Looking for info for a second-hand PFT Monojet 2.13

bennals

New Member
G'day,

Bill here from Brisbane, Australia. I've just purchased a second-hand PFT Monojet 2.13. The machine has seen (much) better days, but it was very cheap and I'm and hoping I can knock it into functional shape for a straw-bale build I'm in the middle of, hence my visit here.

For starters, the machine's purpose will be pumping and spraying a clay/lime/sand mix onto the straw-bale walls to a maximum height of around 8 metres. I can move the machine around close to where the mix is being applied so maximum distance shouldn't exceed 15 metres.

This is actually the second straw-bale house I've done - the first was single story and we used a home-made stucco sprayer (the scoop with handle connected to a compressor hose type) and it worked really well, but was heavy going and not really viable with this build as most of the wall is high set and will be done off scaffold. The mix we used was quite wet, and judging by a few pumping related posts I've read here about how to know if a mix is pumpable (squeeze a ball in your fist/water settling to the top when left in a bucket etc), I believe it will be. We're using sieved sand with a max size of 2 or 3mm, very sticky processed and sieved clay, and lime putty made from slaking hydrated lime for several months.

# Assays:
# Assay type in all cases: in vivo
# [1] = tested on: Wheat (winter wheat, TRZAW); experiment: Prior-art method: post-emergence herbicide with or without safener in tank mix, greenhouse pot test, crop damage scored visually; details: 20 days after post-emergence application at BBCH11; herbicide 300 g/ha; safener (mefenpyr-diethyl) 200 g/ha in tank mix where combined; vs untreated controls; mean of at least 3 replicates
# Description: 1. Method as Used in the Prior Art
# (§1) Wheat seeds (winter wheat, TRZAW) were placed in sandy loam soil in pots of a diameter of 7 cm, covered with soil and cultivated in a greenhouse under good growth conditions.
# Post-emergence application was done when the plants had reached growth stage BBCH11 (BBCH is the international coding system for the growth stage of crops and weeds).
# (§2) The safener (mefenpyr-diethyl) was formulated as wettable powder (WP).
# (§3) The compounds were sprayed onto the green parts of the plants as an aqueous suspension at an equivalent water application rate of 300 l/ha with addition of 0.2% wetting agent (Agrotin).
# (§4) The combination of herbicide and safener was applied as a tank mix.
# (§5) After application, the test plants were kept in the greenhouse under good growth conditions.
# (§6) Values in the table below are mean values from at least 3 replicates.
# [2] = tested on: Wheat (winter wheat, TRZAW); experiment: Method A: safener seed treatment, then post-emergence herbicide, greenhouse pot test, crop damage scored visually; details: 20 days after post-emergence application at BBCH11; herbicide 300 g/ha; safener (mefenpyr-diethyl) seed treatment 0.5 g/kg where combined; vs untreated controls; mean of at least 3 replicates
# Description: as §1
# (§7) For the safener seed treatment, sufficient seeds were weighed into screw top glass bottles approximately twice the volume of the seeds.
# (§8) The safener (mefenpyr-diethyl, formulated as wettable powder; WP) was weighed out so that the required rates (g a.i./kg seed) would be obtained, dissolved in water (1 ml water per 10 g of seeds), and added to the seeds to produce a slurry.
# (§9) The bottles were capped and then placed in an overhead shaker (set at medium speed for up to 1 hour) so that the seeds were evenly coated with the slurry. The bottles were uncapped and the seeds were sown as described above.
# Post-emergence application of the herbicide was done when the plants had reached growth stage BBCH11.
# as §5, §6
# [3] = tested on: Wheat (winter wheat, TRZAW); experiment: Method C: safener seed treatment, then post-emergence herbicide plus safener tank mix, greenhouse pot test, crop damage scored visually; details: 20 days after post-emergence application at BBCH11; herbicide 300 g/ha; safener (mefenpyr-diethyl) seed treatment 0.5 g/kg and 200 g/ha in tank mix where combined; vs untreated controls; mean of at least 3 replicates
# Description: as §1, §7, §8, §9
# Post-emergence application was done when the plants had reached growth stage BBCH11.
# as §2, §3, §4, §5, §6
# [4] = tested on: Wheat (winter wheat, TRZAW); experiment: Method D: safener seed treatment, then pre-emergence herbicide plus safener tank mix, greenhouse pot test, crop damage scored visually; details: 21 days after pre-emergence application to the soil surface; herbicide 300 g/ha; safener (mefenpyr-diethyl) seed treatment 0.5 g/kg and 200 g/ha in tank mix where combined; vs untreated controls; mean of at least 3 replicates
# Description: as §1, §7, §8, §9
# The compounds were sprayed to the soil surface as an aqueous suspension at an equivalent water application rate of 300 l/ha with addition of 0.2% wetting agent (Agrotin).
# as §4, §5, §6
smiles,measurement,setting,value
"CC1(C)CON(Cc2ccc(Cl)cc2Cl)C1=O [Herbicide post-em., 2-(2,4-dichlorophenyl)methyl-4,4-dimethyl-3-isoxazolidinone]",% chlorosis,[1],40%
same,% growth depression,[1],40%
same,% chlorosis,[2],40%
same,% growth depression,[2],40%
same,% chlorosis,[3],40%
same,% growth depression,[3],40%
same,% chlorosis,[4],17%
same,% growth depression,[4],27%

Anyway, back to the monojet. It's a 2.13 model with a 3.7kw Variable Frequency Drive that converts single-phase (240v here in Aus) to three phase and also allows for speed control. The main motor and compressor seem to run fine, though the booster pump seems to be seized, though I'm not too worried about that. The plan is to mix separately and tip wet mix into the hopper, so I'm guessing (correct me if I'm wrong) that I wont even be using the water supply side of the machine, apart from maybe the clean up process. Not sure about the various pressure gauges yet.

I've pulled most of it apart and am in the process of cleaning out all of the mix contact areas of rust and dried gunge etc. I'll then rust-convert and paint where applicable.

My first concern is the rotor/stator. Given the amount of rust and crap that was sitting in the bottom of the mixing chamber, I'm going to assume that it's stuffed. It's a D6-2, and the type that is held by the orange clamp (see pics). I've had a look at the various online PFT supplier sites and it seems the D6-2 isn't an option anymore, but the D6-3 is and appears to be suitable for this type of job. Would that be correct?

If anyone has any tips on other things to look out for as I go, then I'm all ears. I'll post as I go just in case it's helpful for anyone else looking to revive an old machine.

Cheers,

Bill.
 

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